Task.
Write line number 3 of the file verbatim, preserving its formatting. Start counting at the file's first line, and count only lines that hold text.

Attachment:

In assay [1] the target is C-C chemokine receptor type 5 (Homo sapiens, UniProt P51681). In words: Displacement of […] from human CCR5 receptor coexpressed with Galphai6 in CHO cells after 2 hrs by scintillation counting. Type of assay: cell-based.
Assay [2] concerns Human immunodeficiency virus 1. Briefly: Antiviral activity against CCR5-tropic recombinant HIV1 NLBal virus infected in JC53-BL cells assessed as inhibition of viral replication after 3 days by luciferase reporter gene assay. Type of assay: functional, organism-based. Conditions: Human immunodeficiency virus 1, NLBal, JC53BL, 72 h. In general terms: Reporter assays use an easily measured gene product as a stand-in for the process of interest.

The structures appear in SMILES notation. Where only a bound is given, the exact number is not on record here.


The structures appear in SMILES notation. Where only a bound is given, the exact number is not on record here.